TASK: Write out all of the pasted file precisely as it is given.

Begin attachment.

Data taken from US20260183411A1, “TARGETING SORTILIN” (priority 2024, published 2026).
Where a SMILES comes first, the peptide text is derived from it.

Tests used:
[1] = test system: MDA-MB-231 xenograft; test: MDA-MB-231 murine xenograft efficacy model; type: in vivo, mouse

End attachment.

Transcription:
Data taken from US20260183411A1, “TARGETING SORTILIN” (priority 2024, published 2026).
Where a SMILES comes first, the peptide text is derived from it.

Tests used:
[1] = test system: MDA-MB-231 xenograft; test: MDA-MB-231 murine xenograft efficacy model; type: in vivo, mouse